May 17, 2009

Get your quake on

Since downgraded to a 4.7. Screengrab from Recent Earthquakes in California and Nevada, via the SCEDC. Click to embiggen.

"Employees of a Starbucks located at Hawthorne and Artesia Boulevards work to clean up broken glass that shattered on the floor and reportedly injured one person who was taken to a nearby hospital." Photo by Jay Clendenin for the Los Angeles Times.

This puppy was felt from Arizona to Baja: check out the shakemaps. Where I live the quake was so mild that if I'd been walking around I wouldn't have felt it. The gentle rolling here actually went on for a surprisingly long time, though, maybe 12 seconds or a bit more: a clue for us earthquake geeks that this quake was bigger somewhere.

No sooner had the rolling stopped than the phone rang. My most excellent cousin from Orange County wanted to know whether I'd felt the earthquake.

And here is the cool thing: she and her family had felt the quake a full minute before, and it was much stronger. More clues! It's all about the seismic waves, people. You can read about P waves and S waves and those scary Love waves here, and play with wave frequency and amplitude here.

From the LA Times:
An initial assessment by the Los Angeles Fire Department found "no major structural damage, no serious injuries," according to spokesman Brian Humphrey's Twitter feed. [Twitter feed, OMG. I am now following LAFD on Twitter.]

At the Los Angeles County Sheriff's Lennox station, deputies said the shaking was brief but intense. "It was pretty strong but over in about 10 seconds," said Lt. Kent Wegener. [Wegener...! Father of plate tectonics! This is just scary.]
The earthquake was "a bit deep," said U.S. Geological Survey seismologist Susan Hough – originating 8.4 miles below the surface. "That tends to make it less sharp – less of a jerky, abrupt motion," Hough said. As a result, most of the region felt the quake largely as a rolling motion, though some closer to the center felt more of a jolt.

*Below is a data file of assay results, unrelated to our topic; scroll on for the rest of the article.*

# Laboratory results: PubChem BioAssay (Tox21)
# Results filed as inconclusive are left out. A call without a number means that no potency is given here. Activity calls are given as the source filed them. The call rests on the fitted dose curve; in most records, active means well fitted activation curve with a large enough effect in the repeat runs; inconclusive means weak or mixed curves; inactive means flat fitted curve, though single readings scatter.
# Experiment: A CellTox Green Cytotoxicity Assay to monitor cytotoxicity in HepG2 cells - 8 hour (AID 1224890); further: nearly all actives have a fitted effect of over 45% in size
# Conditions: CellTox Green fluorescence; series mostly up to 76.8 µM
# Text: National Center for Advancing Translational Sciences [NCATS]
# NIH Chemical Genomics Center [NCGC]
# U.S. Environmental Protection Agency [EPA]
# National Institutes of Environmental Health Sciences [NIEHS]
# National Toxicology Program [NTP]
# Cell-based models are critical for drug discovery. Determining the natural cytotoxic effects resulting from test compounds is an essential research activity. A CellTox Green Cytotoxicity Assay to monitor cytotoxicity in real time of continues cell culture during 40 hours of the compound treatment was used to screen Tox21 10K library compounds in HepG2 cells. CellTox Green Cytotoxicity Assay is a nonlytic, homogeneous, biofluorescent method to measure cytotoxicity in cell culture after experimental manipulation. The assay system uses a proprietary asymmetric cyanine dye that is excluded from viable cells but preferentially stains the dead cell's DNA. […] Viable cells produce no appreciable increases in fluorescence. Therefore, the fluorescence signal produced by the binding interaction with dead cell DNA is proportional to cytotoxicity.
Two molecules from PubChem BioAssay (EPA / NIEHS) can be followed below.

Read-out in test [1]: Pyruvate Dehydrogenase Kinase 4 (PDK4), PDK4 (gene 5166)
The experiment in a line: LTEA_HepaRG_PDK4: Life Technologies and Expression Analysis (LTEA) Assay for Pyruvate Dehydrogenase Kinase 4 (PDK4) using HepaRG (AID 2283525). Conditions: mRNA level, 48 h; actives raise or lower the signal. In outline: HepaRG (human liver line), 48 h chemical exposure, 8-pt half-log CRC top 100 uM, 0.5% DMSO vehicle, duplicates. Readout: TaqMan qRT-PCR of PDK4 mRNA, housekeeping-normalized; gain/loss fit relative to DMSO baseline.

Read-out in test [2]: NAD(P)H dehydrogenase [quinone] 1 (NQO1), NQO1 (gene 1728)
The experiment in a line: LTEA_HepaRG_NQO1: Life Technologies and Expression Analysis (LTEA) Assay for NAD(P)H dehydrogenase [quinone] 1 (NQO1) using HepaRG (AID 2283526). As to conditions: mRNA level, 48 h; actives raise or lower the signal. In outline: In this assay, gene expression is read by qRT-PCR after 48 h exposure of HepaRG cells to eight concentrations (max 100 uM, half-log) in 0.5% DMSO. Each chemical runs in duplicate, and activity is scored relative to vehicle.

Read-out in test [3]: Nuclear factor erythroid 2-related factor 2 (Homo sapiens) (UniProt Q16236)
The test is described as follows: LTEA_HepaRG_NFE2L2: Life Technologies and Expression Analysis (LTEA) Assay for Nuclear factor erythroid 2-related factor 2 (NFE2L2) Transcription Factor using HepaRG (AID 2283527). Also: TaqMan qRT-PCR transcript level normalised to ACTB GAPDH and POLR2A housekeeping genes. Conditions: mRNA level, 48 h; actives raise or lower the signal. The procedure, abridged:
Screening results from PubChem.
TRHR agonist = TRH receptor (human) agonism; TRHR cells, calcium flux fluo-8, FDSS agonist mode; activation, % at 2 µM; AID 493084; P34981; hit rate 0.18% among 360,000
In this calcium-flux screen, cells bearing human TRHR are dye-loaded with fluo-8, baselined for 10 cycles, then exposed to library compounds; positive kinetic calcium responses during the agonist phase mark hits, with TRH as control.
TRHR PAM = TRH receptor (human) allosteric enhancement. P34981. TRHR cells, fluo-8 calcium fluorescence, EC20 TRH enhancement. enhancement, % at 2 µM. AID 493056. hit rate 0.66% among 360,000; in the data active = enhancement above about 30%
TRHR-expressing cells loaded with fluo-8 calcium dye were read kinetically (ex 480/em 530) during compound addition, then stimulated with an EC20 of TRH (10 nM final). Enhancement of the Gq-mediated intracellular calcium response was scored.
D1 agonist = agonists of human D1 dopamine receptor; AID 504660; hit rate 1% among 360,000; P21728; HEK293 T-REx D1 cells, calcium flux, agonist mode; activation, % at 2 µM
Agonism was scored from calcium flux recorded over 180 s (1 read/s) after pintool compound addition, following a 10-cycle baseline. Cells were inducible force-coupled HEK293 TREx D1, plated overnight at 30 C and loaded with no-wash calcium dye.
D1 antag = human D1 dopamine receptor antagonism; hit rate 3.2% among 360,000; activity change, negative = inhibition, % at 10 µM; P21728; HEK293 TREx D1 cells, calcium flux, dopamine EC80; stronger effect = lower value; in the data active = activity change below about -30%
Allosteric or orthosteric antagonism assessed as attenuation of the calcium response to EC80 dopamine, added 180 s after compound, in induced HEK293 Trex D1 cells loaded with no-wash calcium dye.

Lucy Jones, seismologist at the U.S. Geological Survey, said the earthquake appears to be consistent with a rupture on the Newport-Inglewood fault. (She said the quake was too small to break the surface, so they can't definitively identify faults.) Jones said this fault isn't typically thought to be capable of a large quake, like the San Andreas Fault. But it was responsible for the 1933 Long Beach earthquake, which measured about 6.3 in magnitude. The Long Beach quake is about as big as seismologists expect from this fault, she said.
Nothing about the quake or its aftershocks looked unusual, she said. "It's a real garden-variety California earthquake so far."
For the record, my dogs stood up when the rolling/shaking started, wandered around for a minute, got a drink, and then all lay down again and went back to sleep. Californians [affectionate eye roll].

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